Artificial Intelligence Pioneer Seymour Papert In Coma In Hanoi

Papert, a key figure in the One Laptop Per Child program, was in Hanoi to deliver the keynote address at an academic meeting. He was injured when he was struck by a motorbike.

Seymour Papert, MIT professor and computer renaissance man, was reported in a coma in Vietnam Friday after being struck by a motorbike earlier in the week.

Papert, 78, a pioneer in artificial intelligence decades ago and currently in a key position at the One Laptop Per Child program, was in Hanoi to deliver the keynote address at a meeting of the International Commission on Mathematical Instruction.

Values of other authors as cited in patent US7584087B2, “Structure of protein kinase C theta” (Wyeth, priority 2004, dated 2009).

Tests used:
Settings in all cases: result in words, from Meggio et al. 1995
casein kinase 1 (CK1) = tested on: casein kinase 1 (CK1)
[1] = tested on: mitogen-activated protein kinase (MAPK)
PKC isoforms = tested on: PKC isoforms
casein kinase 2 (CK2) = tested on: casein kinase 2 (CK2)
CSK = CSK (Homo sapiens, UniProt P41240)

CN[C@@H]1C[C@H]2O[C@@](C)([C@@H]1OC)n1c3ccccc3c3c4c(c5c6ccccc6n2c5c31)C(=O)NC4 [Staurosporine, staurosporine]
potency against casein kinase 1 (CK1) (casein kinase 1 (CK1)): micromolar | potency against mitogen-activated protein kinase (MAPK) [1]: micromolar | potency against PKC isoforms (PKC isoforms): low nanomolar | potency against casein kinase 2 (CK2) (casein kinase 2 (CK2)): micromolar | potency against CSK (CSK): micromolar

He also was studying Hanoi's gridlocked traffic patterns, according to a report in the Boston Globe. "There's still a very high probability of death," Northwestern Professor Uri Wilensky told the newspaper. "But we're more hopeful each day, because each day he's getting better."

Wilensky was with Papert when the crash took place. Also in Hanoi was Papert's close friend Nicholas Negroponte, who arrived in Hanoi Wednesday, the day after the accident.

A native of South Africa, Papert aided in the development of MIT's Artificial Intelligence Lab and, later, was a founding member of MIT's Media Lab. Papert also is known for his work in encouraging the use of technology for learning in general and for promoting the use of computers by children in particular.

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